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Summary of virus activity - December 2003

  • 20 January, 2004 15:08

<p>David Kopp, Head of TrendLabs EMEA comments on virus activities observed by TrendLabs throughout December 2003.</p>
<p>In December 2003 Trend Micro detected around 400 new malicious codes (computer worms, viruses, Trojans and other malware). 30 percent of these malicious codes are worm-related and 30 percent are Trojan-related.</p>
<p>The new codes detected by Trend Micro illustrate that Trojans (malware that performs unexpected or unauthorised, often malicious, actions, usually disguised as a seemingly harmless application) remain a real threat for computers as they can compromise the security of these computers and of the network (if the infected computer is located into a network).</p>
<p>Why do they continue to spread? They do not have any self-replicating capabilities such as worms for instance. True to their name, Trojans are often disguised as famous games, songs, movies, characters, people and especially as computer game cracks. Users are misled into downloading a file that appears to be fun – in reality they are downloading malicious code.</p>
<p>Once again, this raises the issue that many enterprise and home computer users are still not fully aware of the real threats that are spreading over Internet, and many are not deploying sufficient virus protection against such threats.</p>
<p>Top 10 threats
If we take a look at the top ten virus threats in December, we can see that 50 percent of malicious threats are worm-related. So worms are the main threat we are currently facing.
Another interesting fact is the top five threats for December are between 3.5 and 21 months old. This shows that despite the fact that many antivirus vendors have already detections for these malicious codes, they continue to spread, illustrating that basic antivirus products alone are no longer enough. More sophisticated antivirus products with complex and complementary detection processes are needed as well as antivirus services and security policies reviews.</p>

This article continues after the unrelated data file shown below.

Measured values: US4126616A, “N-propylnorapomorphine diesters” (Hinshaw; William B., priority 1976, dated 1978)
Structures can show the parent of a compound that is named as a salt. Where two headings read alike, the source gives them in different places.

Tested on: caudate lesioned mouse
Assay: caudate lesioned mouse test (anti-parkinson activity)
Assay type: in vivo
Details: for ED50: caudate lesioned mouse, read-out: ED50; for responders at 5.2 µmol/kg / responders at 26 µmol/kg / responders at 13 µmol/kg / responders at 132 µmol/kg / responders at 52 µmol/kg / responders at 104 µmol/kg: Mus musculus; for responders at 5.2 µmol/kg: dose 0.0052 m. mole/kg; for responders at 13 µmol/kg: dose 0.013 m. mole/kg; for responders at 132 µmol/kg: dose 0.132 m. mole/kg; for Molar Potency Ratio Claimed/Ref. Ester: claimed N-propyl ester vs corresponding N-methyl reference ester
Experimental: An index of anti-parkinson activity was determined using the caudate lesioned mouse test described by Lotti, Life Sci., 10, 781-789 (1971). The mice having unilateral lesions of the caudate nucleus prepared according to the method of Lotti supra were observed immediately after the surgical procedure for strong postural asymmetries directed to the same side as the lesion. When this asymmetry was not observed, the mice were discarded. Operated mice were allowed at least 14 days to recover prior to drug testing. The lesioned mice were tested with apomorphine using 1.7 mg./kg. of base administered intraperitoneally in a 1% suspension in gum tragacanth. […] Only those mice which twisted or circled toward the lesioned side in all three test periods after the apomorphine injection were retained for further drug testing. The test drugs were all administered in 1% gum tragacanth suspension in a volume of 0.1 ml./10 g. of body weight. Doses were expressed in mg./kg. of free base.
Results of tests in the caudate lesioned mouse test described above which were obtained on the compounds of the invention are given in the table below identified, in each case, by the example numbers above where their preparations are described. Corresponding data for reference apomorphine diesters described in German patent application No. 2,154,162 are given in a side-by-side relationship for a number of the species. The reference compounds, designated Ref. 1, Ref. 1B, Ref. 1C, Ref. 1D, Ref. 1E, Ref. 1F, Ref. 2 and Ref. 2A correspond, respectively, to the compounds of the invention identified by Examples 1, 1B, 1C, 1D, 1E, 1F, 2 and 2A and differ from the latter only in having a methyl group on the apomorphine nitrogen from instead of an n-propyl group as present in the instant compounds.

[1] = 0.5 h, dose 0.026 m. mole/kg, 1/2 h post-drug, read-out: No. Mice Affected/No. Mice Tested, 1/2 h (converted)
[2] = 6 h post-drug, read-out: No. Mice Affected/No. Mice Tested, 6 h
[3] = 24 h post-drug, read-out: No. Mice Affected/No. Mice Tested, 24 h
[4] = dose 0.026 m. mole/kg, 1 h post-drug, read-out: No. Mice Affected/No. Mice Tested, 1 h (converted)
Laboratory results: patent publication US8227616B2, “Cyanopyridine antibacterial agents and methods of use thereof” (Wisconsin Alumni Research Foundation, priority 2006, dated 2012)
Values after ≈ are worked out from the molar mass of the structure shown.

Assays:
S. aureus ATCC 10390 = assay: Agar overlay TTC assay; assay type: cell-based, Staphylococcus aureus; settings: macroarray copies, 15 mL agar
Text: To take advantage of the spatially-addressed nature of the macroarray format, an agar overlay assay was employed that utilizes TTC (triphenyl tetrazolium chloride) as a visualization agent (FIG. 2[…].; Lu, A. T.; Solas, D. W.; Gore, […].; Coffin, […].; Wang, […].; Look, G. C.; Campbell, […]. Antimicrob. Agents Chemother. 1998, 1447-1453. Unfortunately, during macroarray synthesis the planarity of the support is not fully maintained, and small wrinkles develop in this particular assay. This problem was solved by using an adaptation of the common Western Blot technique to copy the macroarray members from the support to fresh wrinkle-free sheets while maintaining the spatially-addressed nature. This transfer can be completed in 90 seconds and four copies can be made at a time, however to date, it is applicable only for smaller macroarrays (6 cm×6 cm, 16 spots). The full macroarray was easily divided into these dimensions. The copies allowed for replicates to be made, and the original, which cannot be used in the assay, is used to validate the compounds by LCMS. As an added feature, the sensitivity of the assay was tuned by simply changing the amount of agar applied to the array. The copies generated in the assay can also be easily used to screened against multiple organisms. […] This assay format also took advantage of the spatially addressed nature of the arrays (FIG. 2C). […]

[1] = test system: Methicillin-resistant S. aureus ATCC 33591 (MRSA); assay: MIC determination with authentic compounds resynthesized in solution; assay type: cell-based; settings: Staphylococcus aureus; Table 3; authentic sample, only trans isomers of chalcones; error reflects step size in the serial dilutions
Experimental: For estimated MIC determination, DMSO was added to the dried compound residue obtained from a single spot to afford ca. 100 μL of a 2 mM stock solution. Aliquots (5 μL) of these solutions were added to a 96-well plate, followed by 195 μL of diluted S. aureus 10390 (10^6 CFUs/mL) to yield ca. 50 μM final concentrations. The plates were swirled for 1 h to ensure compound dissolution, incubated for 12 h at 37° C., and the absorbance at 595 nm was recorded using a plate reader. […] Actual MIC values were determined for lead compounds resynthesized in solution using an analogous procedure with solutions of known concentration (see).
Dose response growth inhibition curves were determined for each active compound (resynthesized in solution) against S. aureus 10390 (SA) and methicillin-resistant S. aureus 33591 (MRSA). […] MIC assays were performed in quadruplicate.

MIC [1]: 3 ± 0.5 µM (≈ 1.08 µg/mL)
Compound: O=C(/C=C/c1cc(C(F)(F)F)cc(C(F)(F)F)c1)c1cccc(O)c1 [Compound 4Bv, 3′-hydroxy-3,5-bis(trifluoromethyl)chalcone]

<p>Among these top five malicious codes we see typical examples of the most frequently used technologies:</p>
<p>· Social Engineering is represented by PE_DUMARU.A and WORM_SWEN.A. that arrive as emails seemingly originating from Microsoft, (WORM_SWEN.A even imitates Microsoft's graphical charter). Thus the user is misled and has no doubt in trusting the source.
· Operating systems and application vulnerabilities exploits are represented by WORM_NACHI.A, WORM_SWEN.A, WORM_KLEZ.H. These exploits often allow auto-execution of the malware.</p>
<p>Compared to previous months (remember this hot summer!) December was quiet, by this I mean no outbreak was raised. We did not encounter any serious threats related to the Greetings Cards. But we are still monitoring any possibilities of such threats. Once again, social engineering could be used, as it has been used in the past, to mislead computer users by disguising malicious code as Christmas and Greetings cards during the festive period.</p>
<p>TrendLabs EMEA monitors suspicious actions or effects within the Europe Middle East Africa area 24/24 7/7 to ensure a high level of protection and services for our customers.</p>
<p>About Trend Micro
Trend Micro is the world leader in providing centrally controlled server-based virus protection and content-filtering products and services. By protecting information that flows through Internet gateways, email servers and file servers, Trend Micro allows companies and service providers worldwide to stop viruses and other malicious code from a central point before they enter the network. For more information visit www.trendmicro.com</p>
<p>Trend Micro, and the t-ball logo are trademarks or registered trademarks of Trend Micro Incorporated. All other company or product names may be trademarks or registered trademarks of their owners.</p>
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